While I think some things are issues of over-sensitivity or immaturity, there are some ways we see the world that are sometimes misunderstood by those we try to interact with. Knowing those things would smooth out some of the initial problems that might be encountered. From my perspective, these are some of the things that might be useful to know. I realize that not all INFJs are the same, so these are gross generalizations.
1. You may be surprised as you get closer to an INFJ that they seem to "become" much more opinionated than you had originally thought. They may also seem less easy-going than you had originally believed them to be and they bring up differences between themselves and you. This is actually a compliment. These are signs that 1) they are invested enough that you are worth being honest to or having conflict over the things that matter 2) they trust you with ideas they hold dear or feelings that could be trampled.
2. INFJs often have the need to bring up conflict from a slightly different angle after you already thought it was done with. They are not trying to win, or nurse hurt/anger or make you feel bad. It's like cleaning out a drawer and finding a few items later that they don't know where to put and they need your help knowing where they belong. Or, like discovering another splinter a couple days after they thought everything was removed. Even though it's a pain to get out the tweezers again, if you don't it will heal over, then get full of puss and fester. They are trying to avoid the emotional equivalent of this and need you to help them. (Obviously, they need to prioritize which things matter enough to do this with as it can be quite wearing for the other party. However, this often seems to be an area of misunderstanding and if the other people at least understand the motivation, it seems to help).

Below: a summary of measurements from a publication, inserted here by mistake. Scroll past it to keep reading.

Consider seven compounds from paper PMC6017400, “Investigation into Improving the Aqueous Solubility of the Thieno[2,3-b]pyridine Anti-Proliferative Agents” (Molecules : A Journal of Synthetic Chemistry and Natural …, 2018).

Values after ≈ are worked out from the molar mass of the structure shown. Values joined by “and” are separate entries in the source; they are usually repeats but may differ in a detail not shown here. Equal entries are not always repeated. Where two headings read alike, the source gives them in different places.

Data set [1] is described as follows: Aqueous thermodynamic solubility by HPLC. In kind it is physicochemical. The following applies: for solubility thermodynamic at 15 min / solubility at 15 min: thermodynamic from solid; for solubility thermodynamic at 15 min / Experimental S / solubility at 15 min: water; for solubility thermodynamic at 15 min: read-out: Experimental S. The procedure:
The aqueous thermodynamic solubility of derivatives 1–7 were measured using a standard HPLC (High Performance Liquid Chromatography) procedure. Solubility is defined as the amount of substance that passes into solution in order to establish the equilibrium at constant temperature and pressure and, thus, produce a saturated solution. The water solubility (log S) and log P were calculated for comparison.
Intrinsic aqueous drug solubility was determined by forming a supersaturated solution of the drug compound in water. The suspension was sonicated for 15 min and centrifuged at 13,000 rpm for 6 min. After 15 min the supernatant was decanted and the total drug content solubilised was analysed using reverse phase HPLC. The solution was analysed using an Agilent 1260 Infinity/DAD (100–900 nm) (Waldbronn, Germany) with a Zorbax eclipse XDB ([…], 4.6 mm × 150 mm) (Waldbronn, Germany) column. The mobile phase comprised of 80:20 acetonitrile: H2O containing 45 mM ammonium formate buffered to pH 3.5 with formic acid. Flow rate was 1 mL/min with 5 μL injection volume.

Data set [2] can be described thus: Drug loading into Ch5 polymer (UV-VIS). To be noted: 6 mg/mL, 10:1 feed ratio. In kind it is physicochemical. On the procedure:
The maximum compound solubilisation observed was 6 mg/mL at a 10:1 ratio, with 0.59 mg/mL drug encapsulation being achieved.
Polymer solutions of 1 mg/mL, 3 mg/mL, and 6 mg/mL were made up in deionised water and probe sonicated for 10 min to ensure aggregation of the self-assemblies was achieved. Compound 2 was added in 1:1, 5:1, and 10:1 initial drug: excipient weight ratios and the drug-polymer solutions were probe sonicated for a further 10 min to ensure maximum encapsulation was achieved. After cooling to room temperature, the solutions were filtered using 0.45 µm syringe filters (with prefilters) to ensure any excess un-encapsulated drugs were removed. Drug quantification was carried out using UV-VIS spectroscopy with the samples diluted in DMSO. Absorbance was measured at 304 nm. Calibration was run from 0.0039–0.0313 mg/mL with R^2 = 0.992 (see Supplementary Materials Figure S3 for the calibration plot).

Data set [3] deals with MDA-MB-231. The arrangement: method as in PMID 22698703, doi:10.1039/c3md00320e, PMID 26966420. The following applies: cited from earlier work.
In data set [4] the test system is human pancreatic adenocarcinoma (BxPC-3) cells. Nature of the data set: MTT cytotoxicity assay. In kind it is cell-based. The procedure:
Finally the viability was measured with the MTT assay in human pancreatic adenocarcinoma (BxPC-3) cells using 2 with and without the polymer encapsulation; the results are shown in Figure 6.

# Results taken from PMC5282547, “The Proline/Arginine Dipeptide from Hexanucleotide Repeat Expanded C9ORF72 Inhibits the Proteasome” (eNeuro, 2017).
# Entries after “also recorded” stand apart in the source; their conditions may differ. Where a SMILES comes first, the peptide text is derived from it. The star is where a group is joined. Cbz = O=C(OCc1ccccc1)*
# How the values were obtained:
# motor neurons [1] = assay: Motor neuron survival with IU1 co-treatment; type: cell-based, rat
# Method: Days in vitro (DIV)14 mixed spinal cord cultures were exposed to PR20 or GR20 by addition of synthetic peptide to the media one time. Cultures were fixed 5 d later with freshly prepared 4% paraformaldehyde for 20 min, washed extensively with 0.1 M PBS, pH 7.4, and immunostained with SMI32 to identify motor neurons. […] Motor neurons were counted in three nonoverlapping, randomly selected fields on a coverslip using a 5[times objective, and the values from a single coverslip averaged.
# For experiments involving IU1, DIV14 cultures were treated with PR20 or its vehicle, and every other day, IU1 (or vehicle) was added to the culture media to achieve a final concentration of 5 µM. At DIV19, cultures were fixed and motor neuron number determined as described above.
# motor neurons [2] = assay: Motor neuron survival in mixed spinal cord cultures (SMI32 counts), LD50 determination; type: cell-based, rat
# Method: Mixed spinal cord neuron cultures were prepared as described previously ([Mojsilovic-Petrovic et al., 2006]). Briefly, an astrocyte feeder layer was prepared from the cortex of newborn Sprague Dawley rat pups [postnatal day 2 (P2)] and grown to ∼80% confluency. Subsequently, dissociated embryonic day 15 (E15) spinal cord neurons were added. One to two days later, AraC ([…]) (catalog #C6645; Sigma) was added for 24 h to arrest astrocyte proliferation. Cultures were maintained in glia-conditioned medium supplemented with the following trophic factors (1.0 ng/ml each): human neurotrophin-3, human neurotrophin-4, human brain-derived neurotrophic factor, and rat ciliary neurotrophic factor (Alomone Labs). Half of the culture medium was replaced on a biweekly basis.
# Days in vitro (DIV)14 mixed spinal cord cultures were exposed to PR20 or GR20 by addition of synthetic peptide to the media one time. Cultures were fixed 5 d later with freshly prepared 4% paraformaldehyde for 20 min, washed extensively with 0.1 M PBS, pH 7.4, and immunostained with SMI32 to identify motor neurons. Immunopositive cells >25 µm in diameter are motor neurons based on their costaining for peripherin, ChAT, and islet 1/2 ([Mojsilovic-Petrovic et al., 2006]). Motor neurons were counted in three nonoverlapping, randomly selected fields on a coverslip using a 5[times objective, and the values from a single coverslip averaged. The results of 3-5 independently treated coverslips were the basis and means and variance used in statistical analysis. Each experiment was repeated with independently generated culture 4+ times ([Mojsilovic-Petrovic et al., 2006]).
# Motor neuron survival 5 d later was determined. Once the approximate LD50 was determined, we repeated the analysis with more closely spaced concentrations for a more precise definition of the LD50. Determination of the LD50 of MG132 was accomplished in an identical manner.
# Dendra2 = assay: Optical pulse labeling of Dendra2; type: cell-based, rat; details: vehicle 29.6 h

3. Mature INFJs are quite emotionally strong. However, sometimes they have a tendancy to suck up more than they should or can because they want to be sure it is not just them being oversensitive or hasty in judging. They also really dislike crying in front of people. In times of tiredness or extreme emotional distress, the dam breaks and they may cry or get upset (usually without wanting or meaning to). People around them are a little bewildered at this seemingly "sudden" change in them. Under no circumstances pick that time to tell them that they are overreacting, are oversensitive, don't make sense, etc. And don't make this all about how their tears make you feel. Give them a hug, listen sympathetically (realizing you are doing a great deal of good just be doing that) and revisit it later.
Sometimes they have avoided bringing seemingly little incidents up because they don't want to seem oversensitive or make the other person feel bad. After quite some time though, they may notice that all of these incidents had the same underlying theme and that is why they were a problem. In an unguarded moment, one little incident can touch off the whole pile of firewood! They sometimes need to express these frustrations or fears sooner before there is a lot of resentment or hurt built up.